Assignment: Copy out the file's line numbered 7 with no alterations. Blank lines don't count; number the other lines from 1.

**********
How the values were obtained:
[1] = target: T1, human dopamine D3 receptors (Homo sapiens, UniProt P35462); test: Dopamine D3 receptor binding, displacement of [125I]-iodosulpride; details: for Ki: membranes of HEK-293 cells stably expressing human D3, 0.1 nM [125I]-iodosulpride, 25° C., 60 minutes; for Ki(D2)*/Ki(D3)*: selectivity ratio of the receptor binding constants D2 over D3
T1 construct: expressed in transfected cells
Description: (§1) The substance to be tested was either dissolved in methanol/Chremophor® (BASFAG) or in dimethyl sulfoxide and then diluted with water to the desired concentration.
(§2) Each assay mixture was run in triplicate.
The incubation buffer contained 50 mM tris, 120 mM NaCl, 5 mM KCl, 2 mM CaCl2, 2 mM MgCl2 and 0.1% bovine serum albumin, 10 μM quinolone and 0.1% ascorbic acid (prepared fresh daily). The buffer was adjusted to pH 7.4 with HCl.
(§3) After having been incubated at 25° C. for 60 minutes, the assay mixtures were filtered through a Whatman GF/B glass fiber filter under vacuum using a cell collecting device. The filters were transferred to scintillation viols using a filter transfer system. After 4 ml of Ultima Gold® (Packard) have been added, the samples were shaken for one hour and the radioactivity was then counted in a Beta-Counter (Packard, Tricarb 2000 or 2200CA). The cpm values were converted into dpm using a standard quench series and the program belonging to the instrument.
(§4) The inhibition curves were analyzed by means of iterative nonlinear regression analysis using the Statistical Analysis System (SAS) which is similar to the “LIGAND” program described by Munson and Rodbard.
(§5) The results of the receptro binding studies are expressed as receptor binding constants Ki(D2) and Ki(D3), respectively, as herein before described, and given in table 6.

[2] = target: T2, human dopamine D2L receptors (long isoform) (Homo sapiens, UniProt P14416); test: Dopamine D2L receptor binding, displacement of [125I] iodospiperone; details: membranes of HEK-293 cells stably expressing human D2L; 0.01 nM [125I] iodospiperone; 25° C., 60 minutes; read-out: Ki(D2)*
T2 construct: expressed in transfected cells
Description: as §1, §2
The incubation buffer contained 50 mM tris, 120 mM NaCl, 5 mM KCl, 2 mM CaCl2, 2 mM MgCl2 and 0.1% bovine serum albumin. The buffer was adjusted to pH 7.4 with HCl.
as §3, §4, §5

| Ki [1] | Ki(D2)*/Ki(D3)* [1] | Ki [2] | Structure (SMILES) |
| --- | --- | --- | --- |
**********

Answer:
(§3) After having been incubated at 25° C. for 60 minutes, the assay mixtures were filtered through a Whatman GF/B glass fiber filter under vacuum using a cell collecting device. The filters were transferred to scintillation viols using a filter transfer system. After 4 ml of Ultima Gold® (Packard) have been added, the samples were shaken for one hour and the radioactivity was then counted in a Beta-Counter (Packard, Tricarb 2000 or 2200CA). The cpm values were converted into dpm using a standard quench series and the program belonging to the instrument.